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Send Mails from Windows Application

, 15 Sep 2009
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This article enables you to send mails from Windows application which is normally a tedious task

Introduction

Usually sending mails from Windows application is a tedious task. Moreover, many times you may have to enable IIS on each machine. The article describes an alternate mechanism of sending mail from Windows application.

Background

The above described mechanism (of enabling IIS on each machine) would be feasible for applications having a small user pool. However, in applications where the number of users is high, enabling the IIS and setting up SMTP on each desktop would not be feasible. Also, sending mail from CDO conflicts with Exchange Server. This article describes an alternate approach for the same.

Using the Code

Developers may find thousands of sites on the Internet mentioning how to send mail through Windows applications. Majority of them would need the IIS to be enabled on each desktop. Details of the same can be found here. I tried to search for an alternative mechanism where we need to force each user to enable SMTP. In this article, we use a Web Service which is hosted on the Database Server. Developers can host the service on any other specific web server as well.

The diagram below shows the architecture involved:

To implement this functionality, we follow the steps given below: 

  1. To create a Web Service which would have the web method accepting the related parameters and would send mail to the assigned person: Add references of System.Web.Mail and System.Net. Later add the web method to send mail to the concerned person like the one shown below:
    string sTo =  "mysmtp@inf.com";
    string sFrom = conn;
    
    string sBody = "";
    
    try
    {
        MailMessage mail = new MailMessage();
        mail.From = sFrom.ToString();           	// put the from address here	
        mail.To = sTo.ToString();             	// put the to address here		
        mail.Subject = "Request To Work on Item";	// put the subject here	
        mail.Body = sBody.ToString();
        mail.BodyFormat = System.Web.Mail.MailFormat.Html;
        SmtpMail.SmtpServer = "10.66.236.54";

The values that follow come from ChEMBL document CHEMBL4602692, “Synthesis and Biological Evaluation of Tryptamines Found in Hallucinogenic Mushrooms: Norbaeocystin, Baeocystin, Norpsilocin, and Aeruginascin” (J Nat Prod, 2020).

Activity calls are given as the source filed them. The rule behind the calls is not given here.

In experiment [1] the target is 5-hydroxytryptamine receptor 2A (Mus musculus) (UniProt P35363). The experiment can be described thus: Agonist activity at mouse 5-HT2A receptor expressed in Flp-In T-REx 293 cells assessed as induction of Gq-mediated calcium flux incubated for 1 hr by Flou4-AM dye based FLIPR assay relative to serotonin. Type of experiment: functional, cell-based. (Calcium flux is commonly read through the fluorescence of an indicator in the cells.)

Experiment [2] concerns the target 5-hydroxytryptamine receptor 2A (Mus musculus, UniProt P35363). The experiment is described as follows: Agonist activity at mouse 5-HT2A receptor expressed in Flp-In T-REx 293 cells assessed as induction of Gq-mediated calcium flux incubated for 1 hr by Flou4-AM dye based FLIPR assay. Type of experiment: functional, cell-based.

SmtpMail.Send(mail);
        return "Sent";
    }
    catch (Exception e)
    {
        return "error";
    }

    In the application, we have added a lot of formatting in the body. If you wish, you can opt for the same as shown below:

    string sBody = "<table><tr><td colspan =&#39;2&#39;>Dear " + sSenderName + "," + 
            "</td></tr>" + "<tr><td colspan =&#39;2&#39;> </td></tr>" + 
            "<tr><td colspan =&#39;2&#39;>" + 
            "The details of the Item is shown in the table." + "</td></tr>" + "<tr><td 
            colspan =&#39;2&#39;> </td></tr>" + 
            "<tr><td><font color = green>Date Raised </td><td>: 
            </font>" + sDateRaised + "</td>" + "</tr>" + "<br>" + 
            "<tr><td><font color = 
            green>Index </td><td>: </font>" + sIndex + "</td>" + "</tr>" + "<br>" + 
            "<tr><td><font color = green>Description </td><td>: 
            </font>" + sDescription + 
            "</td></tr>" + "<br>" + "<br>" + "<tr><td><font color = green>Priority 
            </td><td>: </font>" + sPriority + "</td>" + "</tr>" 
            + "<br>" + "<tr><td><font 
            color = green>Status </td><td>: </font>" 
            + sStatus + "</td>" + "</tr>" + "<br>" 
            + "<tr><td><font color = green>Status Comments </td><td>: </font>" + 
            sStausComments + "</td>" + "</tr>" + "<br>" + 
            "<tr><td colspan =&#39;2&#39;>Thanks," + 
            "</td></tr>" + "<tr><td colspan =&#39;2&#39;>Sushant Joshi." 
            + "</td></tr>" + 
            "</table>";
  2. In the next step, we create the Windows form and create all the fields. 
  3. Later, we need to create the proxy for the Web Service.
    To create the proxy, you need to open Microsoft Visual Studio command prompt and run the following command:
    wsdl /language:C# /out:MyProxyClass.cs ttp://localhost/ASP.NET/MyWebService.asmx

    Details on creating Web Proxy can be found here

  4. In the last step, we add the proxy to the Windows Form project or any Business Layer project - in case of n tier application.
    After this, we can call individual web methods of the web service. Call to the mailing functionality is as shown below:
    Service1 MYCLS = new Service1();
    MYCLS.SendMail(sSenName, sDateRaised, sIndex, sDescription, 
    				sPriority, sStatus, sStausComments);

Finally, the entire communication looks as shown below:

Pop-up of Windows form (expecting inputs):

Pop-up of Windows form (expecting inputs) along with Web Service page:

Click to enlarge image

Points of Interest

Sending mails to users using Windows application can be done by enabling SMTP on each machine for a small set of users. However, in case of a large user pool, we use Web Service/Remoting call to send mail, which involves only enabling SMTP on one machine and could be a preferred option.

History

  • 15th September, 2009: Initial post

License

This article, along with any associated source code and files, is licensed under The Code Project Open License (CPOL)

About the Author

Sushant Joshi
Software Developer (Senior)
India India
Working as a developer since last four years. Enjoys writting code snippets and exploring ASP.Net. You would find me either watching a movie or programming/devloping some reusable code snippets.

Comments and Discussions

 
QuestionCode Please ? PinmemberVasudeoPhadke21-Oct-09 22:02 

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